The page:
In large parts of Eastern Europe and the Eurasian landmass there was the loss of what we knew of as civilisation, which was very much dependent on the state. The state has barely started to function again in Putin’s Russia—in a very unpleasant way—but it is starting to work regularly, making records, collecting revenue, paying civil servants, answering letters, receiving citizens with complaints. But in the early 1990s even that was not available: it was a total disaster. Meanwhile we, the froth at the top of it, were celebrating the triumph of freedom and openness and plurality and fantasy and pleasure and all that. That was frivolous, and I am deeply ashamed.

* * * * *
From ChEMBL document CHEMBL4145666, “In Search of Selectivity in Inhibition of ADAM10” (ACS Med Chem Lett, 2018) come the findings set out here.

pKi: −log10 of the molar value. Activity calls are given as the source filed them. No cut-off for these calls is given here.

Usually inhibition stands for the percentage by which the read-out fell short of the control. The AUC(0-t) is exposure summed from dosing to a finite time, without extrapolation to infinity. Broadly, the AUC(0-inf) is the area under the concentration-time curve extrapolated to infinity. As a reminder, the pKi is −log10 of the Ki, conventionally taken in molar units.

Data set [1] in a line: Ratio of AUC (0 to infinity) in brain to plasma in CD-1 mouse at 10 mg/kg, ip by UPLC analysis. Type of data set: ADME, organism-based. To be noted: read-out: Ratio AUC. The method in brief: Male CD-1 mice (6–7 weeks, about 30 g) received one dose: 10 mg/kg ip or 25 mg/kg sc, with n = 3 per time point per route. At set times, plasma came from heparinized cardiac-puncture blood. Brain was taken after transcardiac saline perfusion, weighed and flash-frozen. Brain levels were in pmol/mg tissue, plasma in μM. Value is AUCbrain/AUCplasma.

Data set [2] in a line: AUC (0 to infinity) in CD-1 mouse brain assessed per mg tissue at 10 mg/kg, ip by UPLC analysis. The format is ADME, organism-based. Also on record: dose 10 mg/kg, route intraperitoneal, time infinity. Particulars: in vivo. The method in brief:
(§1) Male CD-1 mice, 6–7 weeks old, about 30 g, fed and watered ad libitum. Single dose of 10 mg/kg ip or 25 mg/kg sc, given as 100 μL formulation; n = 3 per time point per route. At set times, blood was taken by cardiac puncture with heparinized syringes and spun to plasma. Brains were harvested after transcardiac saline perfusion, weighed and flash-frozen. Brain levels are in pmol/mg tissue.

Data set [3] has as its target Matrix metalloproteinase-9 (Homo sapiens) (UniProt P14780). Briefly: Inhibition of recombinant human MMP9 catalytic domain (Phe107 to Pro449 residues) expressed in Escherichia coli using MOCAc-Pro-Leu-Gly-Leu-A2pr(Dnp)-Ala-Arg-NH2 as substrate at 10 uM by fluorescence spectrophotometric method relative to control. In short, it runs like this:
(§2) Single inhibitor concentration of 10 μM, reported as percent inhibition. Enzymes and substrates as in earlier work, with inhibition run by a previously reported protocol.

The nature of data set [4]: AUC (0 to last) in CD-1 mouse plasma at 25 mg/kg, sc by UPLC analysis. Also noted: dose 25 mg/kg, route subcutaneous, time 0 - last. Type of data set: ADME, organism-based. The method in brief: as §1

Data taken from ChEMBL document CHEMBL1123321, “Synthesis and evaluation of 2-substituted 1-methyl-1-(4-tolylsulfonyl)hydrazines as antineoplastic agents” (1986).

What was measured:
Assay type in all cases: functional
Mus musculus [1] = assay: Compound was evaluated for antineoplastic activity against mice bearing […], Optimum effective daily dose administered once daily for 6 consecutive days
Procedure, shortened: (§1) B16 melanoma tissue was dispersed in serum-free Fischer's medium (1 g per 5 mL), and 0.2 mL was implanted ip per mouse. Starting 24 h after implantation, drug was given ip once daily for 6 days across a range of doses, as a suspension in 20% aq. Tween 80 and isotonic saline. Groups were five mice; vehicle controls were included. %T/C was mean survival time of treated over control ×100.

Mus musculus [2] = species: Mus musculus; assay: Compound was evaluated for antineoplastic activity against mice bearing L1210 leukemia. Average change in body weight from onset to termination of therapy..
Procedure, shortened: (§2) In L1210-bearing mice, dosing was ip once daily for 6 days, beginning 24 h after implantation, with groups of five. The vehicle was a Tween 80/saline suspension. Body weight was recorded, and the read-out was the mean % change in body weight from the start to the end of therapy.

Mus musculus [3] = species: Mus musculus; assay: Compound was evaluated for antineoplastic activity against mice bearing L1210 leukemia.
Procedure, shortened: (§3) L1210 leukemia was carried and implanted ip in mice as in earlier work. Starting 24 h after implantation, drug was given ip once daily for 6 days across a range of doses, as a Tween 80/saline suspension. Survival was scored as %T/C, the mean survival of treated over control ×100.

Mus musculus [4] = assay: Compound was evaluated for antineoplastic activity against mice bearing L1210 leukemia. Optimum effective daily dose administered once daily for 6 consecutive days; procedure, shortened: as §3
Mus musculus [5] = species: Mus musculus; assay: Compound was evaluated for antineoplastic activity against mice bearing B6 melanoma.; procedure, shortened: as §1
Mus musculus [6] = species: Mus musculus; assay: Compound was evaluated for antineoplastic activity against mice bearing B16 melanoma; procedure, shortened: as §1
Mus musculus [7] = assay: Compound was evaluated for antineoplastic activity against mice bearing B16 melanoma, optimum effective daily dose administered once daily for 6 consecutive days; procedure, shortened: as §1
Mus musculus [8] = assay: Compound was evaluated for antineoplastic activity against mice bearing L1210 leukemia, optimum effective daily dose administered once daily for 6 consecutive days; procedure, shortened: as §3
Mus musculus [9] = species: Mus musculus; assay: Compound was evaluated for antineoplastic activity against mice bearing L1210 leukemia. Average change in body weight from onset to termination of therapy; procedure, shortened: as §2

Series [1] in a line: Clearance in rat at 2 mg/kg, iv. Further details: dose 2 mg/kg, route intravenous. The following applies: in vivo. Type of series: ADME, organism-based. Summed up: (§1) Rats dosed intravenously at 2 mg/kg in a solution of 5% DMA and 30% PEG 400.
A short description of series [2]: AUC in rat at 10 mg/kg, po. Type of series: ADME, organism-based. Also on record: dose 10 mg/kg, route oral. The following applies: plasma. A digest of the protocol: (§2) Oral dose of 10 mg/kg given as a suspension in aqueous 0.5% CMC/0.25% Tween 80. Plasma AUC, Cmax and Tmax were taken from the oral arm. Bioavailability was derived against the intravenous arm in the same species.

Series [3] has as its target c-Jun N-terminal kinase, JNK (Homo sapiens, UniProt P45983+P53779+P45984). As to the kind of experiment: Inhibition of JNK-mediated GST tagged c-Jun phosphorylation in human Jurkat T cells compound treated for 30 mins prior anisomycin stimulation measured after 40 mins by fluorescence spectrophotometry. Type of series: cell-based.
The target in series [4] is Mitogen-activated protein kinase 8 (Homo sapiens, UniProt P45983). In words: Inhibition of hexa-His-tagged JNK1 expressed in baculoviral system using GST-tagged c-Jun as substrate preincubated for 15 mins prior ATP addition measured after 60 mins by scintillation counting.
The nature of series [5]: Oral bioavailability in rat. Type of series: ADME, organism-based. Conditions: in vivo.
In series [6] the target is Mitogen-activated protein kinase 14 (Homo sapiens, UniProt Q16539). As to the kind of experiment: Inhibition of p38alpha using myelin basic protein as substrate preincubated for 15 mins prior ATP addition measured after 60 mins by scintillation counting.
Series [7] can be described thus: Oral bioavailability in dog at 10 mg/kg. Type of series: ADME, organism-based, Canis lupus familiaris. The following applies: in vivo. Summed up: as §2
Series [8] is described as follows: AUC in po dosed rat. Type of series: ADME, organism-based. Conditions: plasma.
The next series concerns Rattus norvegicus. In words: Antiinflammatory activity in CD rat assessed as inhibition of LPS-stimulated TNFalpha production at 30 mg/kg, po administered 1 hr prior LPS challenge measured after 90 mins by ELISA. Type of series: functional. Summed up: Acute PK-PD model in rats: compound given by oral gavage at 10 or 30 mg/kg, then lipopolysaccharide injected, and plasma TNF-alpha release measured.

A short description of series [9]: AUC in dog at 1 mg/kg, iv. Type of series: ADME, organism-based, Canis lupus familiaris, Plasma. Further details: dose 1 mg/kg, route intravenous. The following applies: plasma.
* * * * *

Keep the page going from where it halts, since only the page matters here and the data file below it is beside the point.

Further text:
Soviet-type state capitalism was a commodity-producing, wage labour based, unequal, hierarchic, repressive money economy and a class society to outclass all class societies which was extremely efficient in suppressing proletarian resistance. Revolts against that regime have always been socialist revolutions, in 1956 the workers’ councils in Hungary, in 1968 the humanistic socialism in Czechoslovakia. Solidarność was in fact no trade union but a network of territorially organised workers’ councils which initially wanted a self-management proletarian republic of a self-governing people, before repression made it into a bitterly conservative, pessimistic and Catholic movement to disintegrate at the moment of political “victory”. The Central European style of “enlightened absolutism”, of top-down reforms devised by scientifically and philosophically trained elite planners has not changed since the 18th century. “Communist” economic planners were painlessly transmogrified into neoconservative monetarist planners. For them, in a characteristically positivist manner, “socialism” was but an error in economic calculus. Marginal utility seemed more “modern” than the labour theory of value—and bureaucrats go more willingly with the prevailing fashion than couturiers.